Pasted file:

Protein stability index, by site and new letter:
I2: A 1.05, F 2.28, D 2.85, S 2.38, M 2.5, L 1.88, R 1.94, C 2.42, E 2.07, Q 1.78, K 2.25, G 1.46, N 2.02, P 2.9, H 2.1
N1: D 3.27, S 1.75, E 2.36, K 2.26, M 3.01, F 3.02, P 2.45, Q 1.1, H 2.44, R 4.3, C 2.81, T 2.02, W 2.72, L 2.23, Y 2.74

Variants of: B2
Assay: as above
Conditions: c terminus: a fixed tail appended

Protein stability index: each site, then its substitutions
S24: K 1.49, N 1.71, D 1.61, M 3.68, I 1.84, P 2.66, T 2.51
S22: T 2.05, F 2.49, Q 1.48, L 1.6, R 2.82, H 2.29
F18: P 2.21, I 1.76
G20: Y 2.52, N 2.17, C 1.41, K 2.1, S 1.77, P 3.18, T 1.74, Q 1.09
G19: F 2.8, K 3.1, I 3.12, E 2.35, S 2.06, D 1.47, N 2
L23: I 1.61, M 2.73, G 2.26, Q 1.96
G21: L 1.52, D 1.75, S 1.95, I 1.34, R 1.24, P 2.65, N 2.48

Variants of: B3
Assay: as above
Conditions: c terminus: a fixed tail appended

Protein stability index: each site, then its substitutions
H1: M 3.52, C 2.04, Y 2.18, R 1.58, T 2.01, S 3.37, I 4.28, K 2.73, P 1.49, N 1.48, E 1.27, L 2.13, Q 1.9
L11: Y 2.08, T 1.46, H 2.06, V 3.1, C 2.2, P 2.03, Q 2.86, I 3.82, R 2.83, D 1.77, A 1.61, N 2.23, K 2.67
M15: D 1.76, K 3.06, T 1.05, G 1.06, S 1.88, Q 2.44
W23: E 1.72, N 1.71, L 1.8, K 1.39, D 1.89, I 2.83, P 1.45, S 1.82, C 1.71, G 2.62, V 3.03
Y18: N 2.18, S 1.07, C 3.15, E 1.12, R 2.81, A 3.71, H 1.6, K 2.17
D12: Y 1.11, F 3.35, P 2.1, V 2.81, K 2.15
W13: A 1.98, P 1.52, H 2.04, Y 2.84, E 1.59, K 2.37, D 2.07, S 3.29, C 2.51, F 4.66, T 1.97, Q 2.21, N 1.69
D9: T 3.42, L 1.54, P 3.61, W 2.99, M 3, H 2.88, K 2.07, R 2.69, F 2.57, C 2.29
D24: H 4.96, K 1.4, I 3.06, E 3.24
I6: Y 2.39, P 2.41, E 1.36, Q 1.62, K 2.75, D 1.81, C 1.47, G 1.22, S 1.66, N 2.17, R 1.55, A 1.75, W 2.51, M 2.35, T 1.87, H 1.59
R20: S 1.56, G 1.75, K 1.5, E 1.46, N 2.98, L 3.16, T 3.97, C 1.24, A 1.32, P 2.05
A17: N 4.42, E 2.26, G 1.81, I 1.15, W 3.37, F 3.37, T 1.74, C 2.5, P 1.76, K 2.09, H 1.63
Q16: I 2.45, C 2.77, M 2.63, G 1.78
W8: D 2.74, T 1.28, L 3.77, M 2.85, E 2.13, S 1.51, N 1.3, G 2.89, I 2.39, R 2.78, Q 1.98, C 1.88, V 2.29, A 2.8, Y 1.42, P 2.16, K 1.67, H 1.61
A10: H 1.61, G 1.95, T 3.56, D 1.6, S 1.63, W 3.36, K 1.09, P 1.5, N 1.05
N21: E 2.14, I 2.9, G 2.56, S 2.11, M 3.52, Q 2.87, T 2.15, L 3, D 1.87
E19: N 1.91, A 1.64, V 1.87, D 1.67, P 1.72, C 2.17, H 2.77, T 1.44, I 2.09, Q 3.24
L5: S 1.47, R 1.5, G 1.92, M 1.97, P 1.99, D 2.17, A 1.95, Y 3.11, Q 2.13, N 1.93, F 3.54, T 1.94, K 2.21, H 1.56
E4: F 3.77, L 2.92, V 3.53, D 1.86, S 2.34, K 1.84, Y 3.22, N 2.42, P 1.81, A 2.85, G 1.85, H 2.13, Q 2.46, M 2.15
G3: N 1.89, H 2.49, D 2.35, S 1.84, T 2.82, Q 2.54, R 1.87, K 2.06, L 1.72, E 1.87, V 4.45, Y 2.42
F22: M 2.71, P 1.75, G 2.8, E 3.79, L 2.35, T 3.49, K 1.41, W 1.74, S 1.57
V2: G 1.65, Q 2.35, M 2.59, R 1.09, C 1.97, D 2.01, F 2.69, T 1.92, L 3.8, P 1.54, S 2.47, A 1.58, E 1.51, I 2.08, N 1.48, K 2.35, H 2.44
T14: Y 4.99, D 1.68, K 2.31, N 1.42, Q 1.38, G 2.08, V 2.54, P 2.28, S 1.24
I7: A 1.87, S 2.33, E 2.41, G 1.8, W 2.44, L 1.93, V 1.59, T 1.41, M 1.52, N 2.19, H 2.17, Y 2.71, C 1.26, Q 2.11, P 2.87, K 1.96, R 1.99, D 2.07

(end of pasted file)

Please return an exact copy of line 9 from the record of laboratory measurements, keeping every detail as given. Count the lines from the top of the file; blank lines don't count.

S22: T 2.05, F 2.49, Q 1.48, L 1.6, R 2.82, H 2.29